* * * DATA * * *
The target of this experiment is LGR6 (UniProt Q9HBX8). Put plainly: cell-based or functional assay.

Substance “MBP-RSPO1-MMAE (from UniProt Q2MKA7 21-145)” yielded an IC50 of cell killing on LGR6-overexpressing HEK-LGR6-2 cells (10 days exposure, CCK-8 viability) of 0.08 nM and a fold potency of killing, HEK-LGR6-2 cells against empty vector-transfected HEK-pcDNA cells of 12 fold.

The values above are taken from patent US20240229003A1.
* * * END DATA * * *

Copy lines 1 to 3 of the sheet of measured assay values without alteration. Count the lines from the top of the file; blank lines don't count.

The target of this experiment is LGR6 (UniProt Q9HBX8). Put plainly: cell-based or functional assay.

Substance “MBP-RSPO1-MMAE (from UniProt Q2MKA7 21-145)” yielded an IC50 of cell killing on LGR6-overexpressing HEK-LGR6-2 cells (10 days exposure, CCK-8 viability) of 0.08 nM and a fold potency of killing, HEK-LGR6-2 cells against empty vector-transfected HEK-pcDNA cells of 12 fold.

The values above are taken from patent US20240229003A1.